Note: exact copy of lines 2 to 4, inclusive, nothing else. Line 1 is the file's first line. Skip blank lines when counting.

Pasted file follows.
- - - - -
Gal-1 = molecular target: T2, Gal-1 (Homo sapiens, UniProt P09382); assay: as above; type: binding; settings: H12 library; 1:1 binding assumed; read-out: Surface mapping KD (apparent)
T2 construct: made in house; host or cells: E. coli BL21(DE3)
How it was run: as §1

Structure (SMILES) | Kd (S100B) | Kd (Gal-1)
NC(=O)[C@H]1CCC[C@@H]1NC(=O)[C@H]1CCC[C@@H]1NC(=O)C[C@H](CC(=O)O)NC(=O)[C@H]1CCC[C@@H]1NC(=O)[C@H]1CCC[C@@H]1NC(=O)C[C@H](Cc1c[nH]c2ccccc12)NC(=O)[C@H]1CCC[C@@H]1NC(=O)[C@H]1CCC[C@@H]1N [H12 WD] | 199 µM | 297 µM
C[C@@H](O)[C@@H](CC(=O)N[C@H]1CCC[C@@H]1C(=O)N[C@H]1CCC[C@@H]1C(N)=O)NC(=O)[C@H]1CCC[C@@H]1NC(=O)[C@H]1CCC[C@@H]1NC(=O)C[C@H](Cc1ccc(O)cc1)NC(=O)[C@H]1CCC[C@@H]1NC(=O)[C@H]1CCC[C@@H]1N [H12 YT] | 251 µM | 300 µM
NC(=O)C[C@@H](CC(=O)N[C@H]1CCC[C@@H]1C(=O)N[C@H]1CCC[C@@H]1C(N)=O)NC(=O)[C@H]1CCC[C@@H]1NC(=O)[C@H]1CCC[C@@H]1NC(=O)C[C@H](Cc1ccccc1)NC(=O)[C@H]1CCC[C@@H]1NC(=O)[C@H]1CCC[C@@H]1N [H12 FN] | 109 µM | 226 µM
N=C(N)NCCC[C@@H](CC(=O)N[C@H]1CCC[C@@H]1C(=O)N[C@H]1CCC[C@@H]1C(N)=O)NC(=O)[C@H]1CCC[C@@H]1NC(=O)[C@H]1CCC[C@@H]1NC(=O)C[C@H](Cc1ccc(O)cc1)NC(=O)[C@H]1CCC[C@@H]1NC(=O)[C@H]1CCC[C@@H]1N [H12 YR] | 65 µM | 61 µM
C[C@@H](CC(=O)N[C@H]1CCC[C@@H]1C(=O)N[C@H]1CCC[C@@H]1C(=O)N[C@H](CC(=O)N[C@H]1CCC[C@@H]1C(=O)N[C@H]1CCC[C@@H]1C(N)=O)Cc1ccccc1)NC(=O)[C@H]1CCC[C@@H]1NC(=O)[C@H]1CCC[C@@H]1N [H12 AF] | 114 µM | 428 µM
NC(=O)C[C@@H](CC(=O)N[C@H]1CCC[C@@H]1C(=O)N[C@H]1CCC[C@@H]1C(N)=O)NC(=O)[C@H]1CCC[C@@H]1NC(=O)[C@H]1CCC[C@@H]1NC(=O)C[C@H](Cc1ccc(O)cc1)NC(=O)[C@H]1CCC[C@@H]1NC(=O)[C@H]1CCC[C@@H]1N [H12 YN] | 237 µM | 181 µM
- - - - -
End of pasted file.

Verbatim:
T2 construct: made in house; host or cells: E. coli BL21(DE3)
How it was run: as §1

Structure (SMILES) | Kd (S100B) | Kd (Gal-1)